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Your house is not an ATM

February 14, 2020

The idea of buying a house is to have a place to live, it should not be an entire retirement plan and your house is not an ATM, so stop using it to withdraw money.  More Canadians than ever in our history are registered as homeowners, in fact close to 80% of Canadian households own their own home (according to Statistics Canada). 

The housing market has been going crazy in Canada if you bought a house for $200,000 four years ago, with 5% down, it may very well be worth $400,000 today.  Oh boy, all that money, just sitting there while you are running up your credit cards and lines of credit just to pay household bills.  You could consolidate the $60,000 worth of unsecured credit into either a renewed first mortgage or add a second onto the property.

The cost of consolidation isn’t so simple though – for several reasons.  First of all, the interest, although at a low rate, will be stretched and compounded over a protracted period of time and insidiously eroding your monthly income.  Secondly, if you couldn’t afford to live with a lower mortgage payment, you will surely struggle with a higher one.   Finally, you will undoubtedly run up the credit cards again necessitating a further consolidation around the time the current mortgage comes up for renewal.

At some point, like all machines, this ATM is going to break down.  One day you may try to withdraw funds and they won’t be available.  Oh, sure the house may have a bunch of equity, but you won’t qualify for financing because your income is too low.  Imagine our scenario, the house you bought for $200,000 then later refinanced, adding $70,000 to pay off unsecured debts, legal fees and mortgage broker commissions, when it was worth $400,000 is now worth $450,000 and all you want is another $60,000 to pay off your new credit card debt.  The problem being your debt service ratio won’t allow you to borrow more money.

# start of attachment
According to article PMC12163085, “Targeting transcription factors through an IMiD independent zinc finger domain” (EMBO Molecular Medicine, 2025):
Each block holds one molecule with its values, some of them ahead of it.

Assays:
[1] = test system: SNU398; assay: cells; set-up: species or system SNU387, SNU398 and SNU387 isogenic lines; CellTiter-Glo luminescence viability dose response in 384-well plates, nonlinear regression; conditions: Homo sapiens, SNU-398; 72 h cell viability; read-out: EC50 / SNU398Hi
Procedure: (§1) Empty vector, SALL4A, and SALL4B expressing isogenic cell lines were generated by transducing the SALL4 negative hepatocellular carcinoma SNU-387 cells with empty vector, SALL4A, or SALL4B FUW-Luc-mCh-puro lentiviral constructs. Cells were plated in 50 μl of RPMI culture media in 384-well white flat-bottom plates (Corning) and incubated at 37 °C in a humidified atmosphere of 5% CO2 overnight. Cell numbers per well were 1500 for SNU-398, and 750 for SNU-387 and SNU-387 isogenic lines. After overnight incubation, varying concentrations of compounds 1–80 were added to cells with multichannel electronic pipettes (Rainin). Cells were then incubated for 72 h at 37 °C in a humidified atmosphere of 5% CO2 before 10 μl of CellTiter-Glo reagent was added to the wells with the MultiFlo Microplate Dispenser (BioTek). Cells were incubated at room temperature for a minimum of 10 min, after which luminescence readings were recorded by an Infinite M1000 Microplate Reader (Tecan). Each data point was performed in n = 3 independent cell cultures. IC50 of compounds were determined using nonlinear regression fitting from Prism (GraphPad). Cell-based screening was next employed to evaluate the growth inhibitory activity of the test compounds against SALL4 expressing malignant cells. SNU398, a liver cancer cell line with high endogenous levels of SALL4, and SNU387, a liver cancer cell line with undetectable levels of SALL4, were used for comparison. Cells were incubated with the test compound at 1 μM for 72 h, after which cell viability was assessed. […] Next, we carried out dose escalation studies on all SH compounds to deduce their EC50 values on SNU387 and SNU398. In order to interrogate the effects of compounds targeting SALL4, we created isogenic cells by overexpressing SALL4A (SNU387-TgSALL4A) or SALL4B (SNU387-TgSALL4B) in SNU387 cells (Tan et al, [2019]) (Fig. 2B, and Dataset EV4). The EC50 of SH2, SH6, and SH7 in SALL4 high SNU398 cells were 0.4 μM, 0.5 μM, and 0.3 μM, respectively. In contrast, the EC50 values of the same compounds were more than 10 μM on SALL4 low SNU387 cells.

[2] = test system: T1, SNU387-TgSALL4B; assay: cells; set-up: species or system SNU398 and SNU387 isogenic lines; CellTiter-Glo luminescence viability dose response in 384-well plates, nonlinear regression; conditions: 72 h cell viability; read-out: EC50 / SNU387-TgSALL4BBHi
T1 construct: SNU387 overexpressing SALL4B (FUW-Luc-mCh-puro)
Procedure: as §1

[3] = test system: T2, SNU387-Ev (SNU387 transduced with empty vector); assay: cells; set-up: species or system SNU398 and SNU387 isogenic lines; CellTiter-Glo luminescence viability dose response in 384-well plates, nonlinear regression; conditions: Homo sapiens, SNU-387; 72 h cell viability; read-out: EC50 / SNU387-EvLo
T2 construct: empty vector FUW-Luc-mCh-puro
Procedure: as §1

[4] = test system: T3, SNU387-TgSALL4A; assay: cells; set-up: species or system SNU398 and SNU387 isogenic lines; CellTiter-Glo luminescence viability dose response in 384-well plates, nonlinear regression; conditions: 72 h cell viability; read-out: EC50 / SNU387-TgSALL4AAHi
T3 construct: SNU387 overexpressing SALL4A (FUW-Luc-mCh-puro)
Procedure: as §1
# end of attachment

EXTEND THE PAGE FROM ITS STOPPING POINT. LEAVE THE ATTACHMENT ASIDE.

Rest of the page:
Selling the house is always an option.  If you sold at the $450,000 you were looking for, you’d likely end up with about $75,000 in your shorts after paying about $45,000 in commissions, legal fees, penalties and interest, miscellaneous encumbrances plus moving costs.  Then you have to pay out the $60,000 current credit card bill(s) and $270,000 for the, previously renewed, mortgage.  If you are thinking of using your equity to buy another house “forget about it” – the same entry level house you bought for $200,000 is now starting at $450,000 and you won’t qualify for a $400,000 mortgage (don’t forget you need to pay legal fees and CMHC insurance fees again).

So much for the retirement plan.